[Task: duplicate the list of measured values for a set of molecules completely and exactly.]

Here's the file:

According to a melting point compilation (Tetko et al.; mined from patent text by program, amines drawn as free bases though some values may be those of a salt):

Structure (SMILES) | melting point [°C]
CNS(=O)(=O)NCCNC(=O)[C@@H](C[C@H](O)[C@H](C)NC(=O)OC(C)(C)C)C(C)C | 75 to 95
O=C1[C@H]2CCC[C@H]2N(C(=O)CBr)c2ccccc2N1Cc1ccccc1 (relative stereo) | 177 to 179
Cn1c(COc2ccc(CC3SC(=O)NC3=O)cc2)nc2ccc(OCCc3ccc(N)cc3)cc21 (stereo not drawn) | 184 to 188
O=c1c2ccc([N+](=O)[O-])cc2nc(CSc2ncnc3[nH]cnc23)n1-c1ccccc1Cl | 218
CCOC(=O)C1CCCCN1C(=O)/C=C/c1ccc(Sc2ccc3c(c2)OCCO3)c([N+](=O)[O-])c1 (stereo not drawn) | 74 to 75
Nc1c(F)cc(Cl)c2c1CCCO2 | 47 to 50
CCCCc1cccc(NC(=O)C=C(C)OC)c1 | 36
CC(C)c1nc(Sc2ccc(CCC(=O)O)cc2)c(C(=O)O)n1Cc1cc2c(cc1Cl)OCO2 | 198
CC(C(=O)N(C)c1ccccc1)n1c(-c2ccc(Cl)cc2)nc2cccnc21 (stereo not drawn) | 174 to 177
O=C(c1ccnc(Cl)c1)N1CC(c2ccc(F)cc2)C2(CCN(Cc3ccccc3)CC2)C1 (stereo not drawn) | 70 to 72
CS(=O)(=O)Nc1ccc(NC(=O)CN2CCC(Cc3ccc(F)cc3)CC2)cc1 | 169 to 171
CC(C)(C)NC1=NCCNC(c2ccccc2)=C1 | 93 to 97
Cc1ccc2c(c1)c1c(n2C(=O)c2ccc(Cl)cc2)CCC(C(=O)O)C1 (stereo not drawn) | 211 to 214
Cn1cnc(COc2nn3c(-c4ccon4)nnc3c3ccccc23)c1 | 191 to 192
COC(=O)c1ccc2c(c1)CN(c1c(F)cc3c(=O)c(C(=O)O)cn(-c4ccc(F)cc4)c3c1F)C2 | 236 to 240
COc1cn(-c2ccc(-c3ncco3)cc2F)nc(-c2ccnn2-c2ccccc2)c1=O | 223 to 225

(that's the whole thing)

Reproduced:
According to a melting point compilation (Tetko et al.; mined from patent text by program, amines drawn as free bases though some values may be those of a salt):

Structure (SMILES) | melting point [°C]
CNS(=O)(=O)NCCNC(=O)[C@@H](C[C@H](O)[C@H](C)NC(=O)OC(C)(C)C)C(C)C | 75 to 95
O=C1[C@H]2CCC[C@H]2N(C(=O)CBr)c2ccccc2N1Cc1ccccc1 (relative stereo) | 177 to 179
Cn1c(COc2ccc(CC3SC(=O)NC3=O)cc2)nc2ccc(OCCc3ccc(N)cc3)cc21 (stereo not drawn) | 184 to 188
O=c1c2ccc([N+](=O)[O-])cc2nc(CSc2ncnc3[nH]cnc23)n1-c1ccccc1Cl | 218
CCOC(=O)C1CCCCN1C(=O)/C=C/c1ccc(Sc2ccc3c(c2)OCCO3)c([N+](=O)[O-])c1 (stereo not drawn) | 74 to 75
Nc1c(F)cc(Cl)c2c1CCCO2 | 47 to 50
CCCCc1cccc(NC(=O)C=C(C)OC)c1 | 36
CC(C)c1nc(Sc2ccc(CCC(=O)O)cc2)c(C(=O)O)n1Cc1cc2c(cc1Cl)OCO2 | 198
CC(C(=O)N(C)c1ccccc1)n1c(-c2ccc(Cl)cc2)nc2cccnc21 (stereo not drawn) | 174 to 177
O=C(c1ccnc(Cl)c1)N1CC(c2ccc(F)cc2)C2(CCN(Cc3ccccc3)CC2)C1 (stereo not drawn) | 70 to 72
CS(=O)(=O)Nc1ccc(NC(=O)CN2CCC(Cc3ccc(F)cc3)CC2)cc1 | 169 to 171
CC(C)(C)NC1=NCCNC(c2ccccc2)=C1 | 93 to 97
Cc1ccc2c(c1)c1c(n2C(=O)c2ccc(Cl)cc2)CCC(C(=O)O)C1 (stereo not drawn) | 211 to 214
Cn1cnc(COc2nn3c(-c4ccon4)nnc3c3ccccc23)c1 | 191 to 192
COC(=O)c1ccc2c(c1)CN(c1c(F)cc3c(=O)c(C(=O)O)cn(-c4ccc(F)cc4)c3c1F)C2 | 236 to 240
COc1cn(-c2ccc(-c3ncco3)cc2F)nc(-c2ccnn2-c2ccccc2)c1=O | 223 to 225